By Allan Jamail
Houston, Texas ~ November 7, 2023 ~ Houston’s City Hall races ended with 7 of the 18 contested positions having to be decided on the election runoff date of Saturday, December 9th, including the mayor’s race.
Senator John Whitmire (age 74) came in first place with 43.06 percent; US Rep. Sheila Jackson Lee (age 73) got 34.81 percent, a difference of 20,373 votes or 8.25 percent lead for Whitmire over Jackson Lee.
The Whitmire campaign election watch party event was held at the Marriott Marquis Hotel downtown. The event went off perfect, as coordinator Sue Davis planned. The ballroom was overflowing with supporters of the most diverse group by nationality and age of any election watch party I’ve ever seen in my forty plus years of attending them.
Asians, Blacks, Hispanic and Anglos were equally proportionately mixed at the event. The ages in attendance were mixed from college age up to seniors. In the Houston’s nonpartisan government there were good balances of Republican and Democrat supporters. To entertain the large gathering, music was played by the highly acclaimed five time Grammy award winner David DeLaGarza Band.
Senator Whitmire individually thanked and greeted hundreds of supporters on the floor as he mingled amongst them, most wanted selfie photos with him. When the news came that declared Whitmire finished in first place he went to the stage.
He was introduced by a diverse group, Senator Carol Alvarado, Rep. Garnett Coleman, Dr. Theresa Tran, and Rev. F.N. Williams Sr., a well known Black minister who has known Whitmire since high school.
Senator Whitmire was thankful to all, and his visibly enthusiastic demeanor fired up the crowd with the same enthusiasm who often chanted, “Whitmire for mayor!”
His speech emphasized the need for Houstonians to respect everyone in Houston’s diverse population and the need for them to come together to work on solving problems in their communities that has been neglected. He plans to prioritize safer and healthier neighborhoods, working to rid them of crime and unhealthy public nuisances.
The Senator said, “I believe in the power of prayer. Throughout these months of campaigning, I was told many times by well-wishers they were praying for me. Prayers work, negative campaigning does not.”
As the saying goes, when a person starts throwing mud, it’s a sure sign they’re losing ground.
Writer Allan Jamail said, “I’ve known John for fifty years, as we both were elected public servants in 1973. He was elected to the Texas House, and I was elected as a councilman of Jacinto City. Through the fifty years, we’ve grown to know each other and develop a trusting relationship.”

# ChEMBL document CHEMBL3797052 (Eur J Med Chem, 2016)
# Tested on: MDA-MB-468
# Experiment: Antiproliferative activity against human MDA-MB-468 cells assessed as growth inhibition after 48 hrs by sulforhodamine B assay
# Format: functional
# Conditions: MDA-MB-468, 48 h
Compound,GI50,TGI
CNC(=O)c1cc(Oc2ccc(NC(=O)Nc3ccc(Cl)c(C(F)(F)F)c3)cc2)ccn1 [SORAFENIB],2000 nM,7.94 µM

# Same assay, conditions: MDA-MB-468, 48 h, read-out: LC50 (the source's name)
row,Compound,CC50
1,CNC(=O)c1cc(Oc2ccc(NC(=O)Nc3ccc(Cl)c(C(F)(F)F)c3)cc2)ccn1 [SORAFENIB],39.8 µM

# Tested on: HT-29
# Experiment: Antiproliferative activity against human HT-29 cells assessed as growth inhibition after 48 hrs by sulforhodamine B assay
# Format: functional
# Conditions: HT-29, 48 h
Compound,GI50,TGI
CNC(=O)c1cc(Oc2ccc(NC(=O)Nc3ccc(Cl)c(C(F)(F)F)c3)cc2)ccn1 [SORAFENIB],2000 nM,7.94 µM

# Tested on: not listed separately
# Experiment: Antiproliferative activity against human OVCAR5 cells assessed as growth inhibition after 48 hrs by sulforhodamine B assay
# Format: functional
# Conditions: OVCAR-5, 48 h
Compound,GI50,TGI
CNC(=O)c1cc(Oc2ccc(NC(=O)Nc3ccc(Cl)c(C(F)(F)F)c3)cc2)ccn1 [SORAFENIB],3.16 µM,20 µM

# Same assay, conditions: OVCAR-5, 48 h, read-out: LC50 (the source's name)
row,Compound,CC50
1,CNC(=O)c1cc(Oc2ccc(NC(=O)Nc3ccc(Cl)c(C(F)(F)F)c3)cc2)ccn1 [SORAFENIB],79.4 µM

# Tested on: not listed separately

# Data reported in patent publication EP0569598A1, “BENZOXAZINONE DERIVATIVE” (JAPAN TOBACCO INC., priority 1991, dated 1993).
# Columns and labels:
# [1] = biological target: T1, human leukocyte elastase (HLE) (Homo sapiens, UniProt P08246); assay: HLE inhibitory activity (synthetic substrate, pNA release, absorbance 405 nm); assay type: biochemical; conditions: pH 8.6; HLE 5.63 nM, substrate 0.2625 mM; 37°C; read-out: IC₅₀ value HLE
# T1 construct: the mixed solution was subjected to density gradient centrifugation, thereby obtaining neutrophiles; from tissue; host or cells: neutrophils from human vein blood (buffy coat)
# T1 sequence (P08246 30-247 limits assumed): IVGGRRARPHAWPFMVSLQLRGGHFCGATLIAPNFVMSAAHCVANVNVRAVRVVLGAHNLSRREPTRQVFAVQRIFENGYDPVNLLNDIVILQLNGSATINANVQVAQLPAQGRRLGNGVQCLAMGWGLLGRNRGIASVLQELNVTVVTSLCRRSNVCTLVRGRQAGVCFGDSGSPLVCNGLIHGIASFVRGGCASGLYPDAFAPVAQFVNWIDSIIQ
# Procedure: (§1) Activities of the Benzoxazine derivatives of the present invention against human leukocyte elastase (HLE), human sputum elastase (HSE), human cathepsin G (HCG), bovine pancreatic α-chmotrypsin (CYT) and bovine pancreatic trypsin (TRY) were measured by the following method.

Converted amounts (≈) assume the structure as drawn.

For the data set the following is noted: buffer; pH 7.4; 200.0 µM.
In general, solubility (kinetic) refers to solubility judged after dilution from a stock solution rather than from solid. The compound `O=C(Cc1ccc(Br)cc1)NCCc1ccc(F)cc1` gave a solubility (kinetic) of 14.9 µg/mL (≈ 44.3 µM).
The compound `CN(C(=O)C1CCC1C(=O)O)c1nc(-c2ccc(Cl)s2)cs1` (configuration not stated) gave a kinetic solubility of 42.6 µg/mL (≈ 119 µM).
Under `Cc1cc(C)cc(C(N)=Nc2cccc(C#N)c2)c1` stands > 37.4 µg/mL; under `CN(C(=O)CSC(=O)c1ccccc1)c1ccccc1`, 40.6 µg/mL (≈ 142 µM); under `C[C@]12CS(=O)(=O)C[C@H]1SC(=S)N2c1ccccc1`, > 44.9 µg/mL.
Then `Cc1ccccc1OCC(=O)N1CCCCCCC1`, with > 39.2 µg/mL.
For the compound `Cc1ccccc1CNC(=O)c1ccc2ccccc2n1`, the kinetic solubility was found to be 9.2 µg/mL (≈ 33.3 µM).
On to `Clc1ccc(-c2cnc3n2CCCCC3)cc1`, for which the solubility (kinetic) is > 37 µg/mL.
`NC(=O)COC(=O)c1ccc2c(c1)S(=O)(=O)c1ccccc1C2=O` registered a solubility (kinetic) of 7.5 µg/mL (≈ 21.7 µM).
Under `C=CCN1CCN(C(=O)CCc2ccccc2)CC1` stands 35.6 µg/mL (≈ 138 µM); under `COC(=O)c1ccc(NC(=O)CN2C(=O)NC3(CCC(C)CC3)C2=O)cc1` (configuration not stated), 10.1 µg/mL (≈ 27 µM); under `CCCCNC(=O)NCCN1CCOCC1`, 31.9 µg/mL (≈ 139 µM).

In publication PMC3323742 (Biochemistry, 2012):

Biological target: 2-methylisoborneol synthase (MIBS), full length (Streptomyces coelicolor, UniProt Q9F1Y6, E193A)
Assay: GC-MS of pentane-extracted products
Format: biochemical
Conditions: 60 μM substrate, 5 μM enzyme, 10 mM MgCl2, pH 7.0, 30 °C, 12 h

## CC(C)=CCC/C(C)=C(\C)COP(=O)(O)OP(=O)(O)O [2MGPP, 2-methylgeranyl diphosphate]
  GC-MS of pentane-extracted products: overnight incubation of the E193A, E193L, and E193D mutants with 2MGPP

“Whitmire’s a no nonsense public servant. He literally takes the words ‘public servant’ to heart. I don’t know of any other elected official who’s as relentless and more determined to help anyone regardless of the person’s standing of importance in relation to others within our society.”
“As a former mayor and labor leader, I’ve watched John maneuver legislation through the house and senate that greatly benefited blue collar working men and women of my city. That’s one reason he’s gotten the endorsement of the largest amount of organized labor unions in this election. As a former Chief of Police, I can say he got many bills passed which was helpful in fighting crime and protecting both the communities and law enforcement officers. He gets things done and doesn’t run to the nearest camera or microphone to brag about them.”
“I’ve worked with Whitmire’s staff on important issues and they’ve performed with the same sincerity and dedication to the public as he does. Most importantly they respect him and want their work with the public to reflect the same high standards he sets for himself.”
“I’ve known Sheila Jackson Lee for about 20 years, she’s a hard working demanding individual who can sometimes go to the brink of being overbearing to others. Sometimes she expects more from others than they’re capable of doing, but she gets results and it goes without question she’s helped many in dire need,” Jamail said.
Houston voters overwhelmingly approved both A & B propositions. According to unofficial results posted by the Secretary of State’s Office, Texas voters approved all but one of the 14 constitutional amendments on the ballot. (#13 failed.) For complete election results visit: harrisvotes.com